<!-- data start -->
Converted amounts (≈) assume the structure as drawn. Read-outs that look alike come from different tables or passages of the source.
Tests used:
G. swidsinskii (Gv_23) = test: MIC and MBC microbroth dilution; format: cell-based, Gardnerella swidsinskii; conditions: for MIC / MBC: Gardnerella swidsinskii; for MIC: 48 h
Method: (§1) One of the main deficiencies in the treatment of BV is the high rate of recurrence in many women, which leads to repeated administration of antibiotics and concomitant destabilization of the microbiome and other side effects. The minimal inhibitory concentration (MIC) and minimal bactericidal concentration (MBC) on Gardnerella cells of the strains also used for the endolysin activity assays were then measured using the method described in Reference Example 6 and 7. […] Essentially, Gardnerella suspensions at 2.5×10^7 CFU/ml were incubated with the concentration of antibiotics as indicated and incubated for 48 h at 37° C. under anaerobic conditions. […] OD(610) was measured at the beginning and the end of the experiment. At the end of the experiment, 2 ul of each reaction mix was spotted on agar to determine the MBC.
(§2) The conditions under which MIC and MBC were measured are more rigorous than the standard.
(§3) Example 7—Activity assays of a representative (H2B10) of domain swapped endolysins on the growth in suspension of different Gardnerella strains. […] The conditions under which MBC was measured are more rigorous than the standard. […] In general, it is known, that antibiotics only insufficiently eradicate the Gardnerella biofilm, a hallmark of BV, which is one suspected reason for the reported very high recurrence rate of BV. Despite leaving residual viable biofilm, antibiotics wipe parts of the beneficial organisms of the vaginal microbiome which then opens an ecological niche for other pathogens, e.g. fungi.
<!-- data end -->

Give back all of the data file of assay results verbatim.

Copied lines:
Converted amounts (≈) assume the structure as drawn. Read-outs that look alike come from different tables or passages of the source.
Tests used:
G. swidsinskii (Gv_23) = test: MIC and MBC microbroth dilution; format: cell-based, Gardnerella swidsinskii; conditions: for MIC / MBC: Gardnerella swidsinskii; for MIC: 48 h
Method: (§1) One of the main deficiencies in the treatment of BV is the high rate of recurrence in many women, which leads to repeated administration of antibiotics and concomitant destabilization of the microbiome and other side effects. The minimal inhibitory concentration (MIC) and minimal bactericidal concentration (MBC) on Gardnerella cells of the strains also used for the endolysin activity assays were then measured using the method described in Reference Example 6 and 7. […] Essentially, Gardnerella suspensions at 2.5×10^7 CFU/ml were incubated with the concentration of antibiotics as indicated and incubated for 48 h at 37° C. under anaerobic conditions. […] OD(610) was measured at the beginning and the end of the experiment. At the end of the experiment, 2 ul of each reaction mix was spotted on agar to determine the MBC.
(§2) The conditions under which MIC and MBC were measured are more rigorous than the standard.
(§3) Example 7—Activity assays of a representative (H2B10) of domain swapped endolysins on the growth in suspension of different Gardnerella strains. […] The conditions under which MBC was measured are more rigorous than the standard. […] In general, it is known, that antibiotics only insufficiently eradicate the Gardnerella biofilm, a hallmark of BV, which is one suspected reason for the reported very high recurrence rate of BV. Despite leaving residual viable biofilm, antibiotics wipe parts of the beneficial organisms of the vaginal microbiome which then opens an ecological niche for other pathogens, e.g. fungi.